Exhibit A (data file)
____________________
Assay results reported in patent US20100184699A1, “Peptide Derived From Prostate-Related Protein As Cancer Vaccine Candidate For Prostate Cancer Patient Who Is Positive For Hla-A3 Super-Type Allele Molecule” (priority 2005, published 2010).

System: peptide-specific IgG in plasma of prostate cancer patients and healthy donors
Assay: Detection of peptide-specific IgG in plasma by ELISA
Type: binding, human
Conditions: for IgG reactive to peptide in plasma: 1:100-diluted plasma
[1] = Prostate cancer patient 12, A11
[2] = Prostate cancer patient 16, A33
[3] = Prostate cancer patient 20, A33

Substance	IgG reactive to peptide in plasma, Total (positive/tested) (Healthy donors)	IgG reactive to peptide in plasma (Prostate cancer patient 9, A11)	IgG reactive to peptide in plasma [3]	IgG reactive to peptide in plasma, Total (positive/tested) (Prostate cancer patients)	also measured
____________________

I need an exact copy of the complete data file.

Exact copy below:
Assay results reported in patent US20100184699A1, “Peptide Derived From Prostate-Related Protein As Cancer Vaccine Candidate For Prostate Cancer Patient Who Is Positive For Hla-A3 Super-Type Allele Molecule” (priority 2005, published 2010).

System: peptide-specific IgG in plasma of prostate cancer patients and healthy donors
Assay: Detection of peptide-specific IgG in plasma by ELISA
Type: binding, human
Conditions: for IgG reactive to peptide in plasma: 1:100-diluted plasma
[1] = Prostate cancer patient 12, A11
[2] = Prostate cancer patient 16, A33
[3] = Prostate cancer patient 20, A33

Substance	IgG reactive to peptide in plasma, Total (positive/tested) (Healthy donors)	IgG reactive to peptide in plasma (Prostate cancer patient 9, A11)	IgG reactive to peptide in plasma [3]	IgG reactive to peptide in plasma, Total (positive/tested) (Prostate cancer patients)	also measured